Ashamed 731 by Pat Conrad MD

Saying what I actually think of the federal government would probably get me banned from this website, and enlarge what I’m sure is an ample FBI file somewhere.  So I leave it to the reader’s imagination…

…Today I renewed my DEA license, you know, the cute little government card that lets me dispense and prescribe happy pills to patients who reside in a society that has determined they must be protected from the unregulated.  In 2006 this exercise cost $390.  Today, my prostration of necessity cost $731, an increase of 187%, or 31% per year!  Call me sheltered, but I don’t recall any big news stories lately on inflation anywhere near this magnitude.  So what have I gotten for my extra cost?

In recent years  “the U.S. Court of Appeals for the District of Columbia Circuit said the DEA could set “reasonable fees” to recover the costs of diversion control … [The] drug control agency said it is required by law to recover with fees the costs of “activities related to the registration and control of the manufacture, distribution and dispensing, importation and exportation of controlled substances and chemicals.” The Controlled Substances Act authorizes the attorney general to charge “reasonable fees” related to the registration and control of these substances…”

So what is “reasonable”?  In the past decade I have seen friends, both physicians and nurses, fall into horrible prescription med addiction,  and the federal debt enlarged by billions in an unwinable war on drugs.  And every day I go to work, every single day, I’m beset with drug seekers for whom the federal government that I just paid will prosecute me if I dispense a bit too freely.  Other than that, I have gotten nothing of value for my additional money.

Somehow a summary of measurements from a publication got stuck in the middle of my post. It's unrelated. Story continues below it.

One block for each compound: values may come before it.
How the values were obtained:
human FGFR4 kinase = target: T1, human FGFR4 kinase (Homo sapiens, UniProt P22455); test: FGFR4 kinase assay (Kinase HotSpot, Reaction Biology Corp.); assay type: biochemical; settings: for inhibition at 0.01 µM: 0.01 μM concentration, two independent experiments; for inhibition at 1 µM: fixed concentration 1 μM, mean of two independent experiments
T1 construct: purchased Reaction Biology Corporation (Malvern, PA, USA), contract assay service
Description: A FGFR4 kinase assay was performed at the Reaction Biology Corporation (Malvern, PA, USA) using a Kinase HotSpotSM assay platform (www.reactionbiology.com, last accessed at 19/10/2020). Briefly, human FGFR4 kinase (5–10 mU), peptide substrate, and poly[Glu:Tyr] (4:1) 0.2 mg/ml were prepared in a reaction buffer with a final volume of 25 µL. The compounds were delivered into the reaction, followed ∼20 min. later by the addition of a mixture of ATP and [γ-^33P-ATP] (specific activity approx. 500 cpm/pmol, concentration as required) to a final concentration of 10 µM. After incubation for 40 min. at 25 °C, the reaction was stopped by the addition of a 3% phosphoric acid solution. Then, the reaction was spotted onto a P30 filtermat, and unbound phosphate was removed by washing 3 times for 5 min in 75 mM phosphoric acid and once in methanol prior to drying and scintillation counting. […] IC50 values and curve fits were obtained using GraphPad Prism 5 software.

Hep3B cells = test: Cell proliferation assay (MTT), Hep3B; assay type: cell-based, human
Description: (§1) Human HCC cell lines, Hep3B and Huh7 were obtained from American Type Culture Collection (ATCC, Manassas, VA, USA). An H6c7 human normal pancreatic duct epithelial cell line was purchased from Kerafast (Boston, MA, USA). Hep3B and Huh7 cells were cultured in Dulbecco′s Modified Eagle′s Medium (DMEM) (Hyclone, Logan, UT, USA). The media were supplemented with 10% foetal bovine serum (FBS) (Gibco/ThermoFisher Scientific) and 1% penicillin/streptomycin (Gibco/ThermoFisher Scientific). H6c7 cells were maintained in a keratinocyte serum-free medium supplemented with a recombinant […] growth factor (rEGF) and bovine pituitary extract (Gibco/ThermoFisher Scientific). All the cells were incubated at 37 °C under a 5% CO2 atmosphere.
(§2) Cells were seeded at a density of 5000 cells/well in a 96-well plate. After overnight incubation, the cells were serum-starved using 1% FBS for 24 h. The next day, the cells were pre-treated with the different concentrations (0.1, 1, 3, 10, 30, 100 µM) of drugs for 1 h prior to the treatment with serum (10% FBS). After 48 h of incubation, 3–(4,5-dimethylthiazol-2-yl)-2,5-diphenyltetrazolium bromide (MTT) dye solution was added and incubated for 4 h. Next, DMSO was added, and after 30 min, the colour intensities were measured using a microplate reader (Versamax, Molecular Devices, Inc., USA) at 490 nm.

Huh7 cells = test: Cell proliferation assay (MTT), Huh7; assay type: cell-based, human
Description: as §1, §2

Is $731 a lot to you?  Maybe not, but it sure is to me.  And the worst part of all, is that it makes me feel like a chump, ashamed to have paid extortion to a monster that would make the worst gangster blush.

Do you want to pass this off as “just the cost of doing business?”  Rationalize if it helps, but this is all just more hidden class warfare for make-work drone jobs.  And no, knowing that all other docs have to do the same does not make it better, anymore than sitting in a lifeboat full of idiots makes one feel less cold and wet.


Douglas Farrago MD

Douglas Farrago MD is a full-time practicing family doc in Forest, Va. He started Forest Direct Primary Care where he takes no insurance and bills patients a monthly fee. He is board certified in the specialty of Family Practice. He is the inventor of a product called the Knee Saver which is currently in the Baseball Hall of Fame. The Knee Saver and its knock-offs are worn by many major league baseball catchers. He is also the inventor of the CryoHelmet used by athletes for head injuries as well as migraine sufferers. Dr. Farrago is the author of four books, two of which are the top two most popular DPC books. From 2001 – 2011, Dr. Farrago was the editor and creator of the Placebo Journal which ran for 10 full years. Described as the Mad Magazine for doctors, he and the Placebo Journal were featured in the Washington Post, US News and World Report, the AP, and the NY Times. Dr. Farrago is also the editor of the blog Authentic Medicine which was born out of concern about where the direction of healthcare is heading and the belief that the wrong people are in charge. This blog has been going daily for more than 15 years Article about Dr. Farrago in Doximity Email Dr. Farrago – [email protected]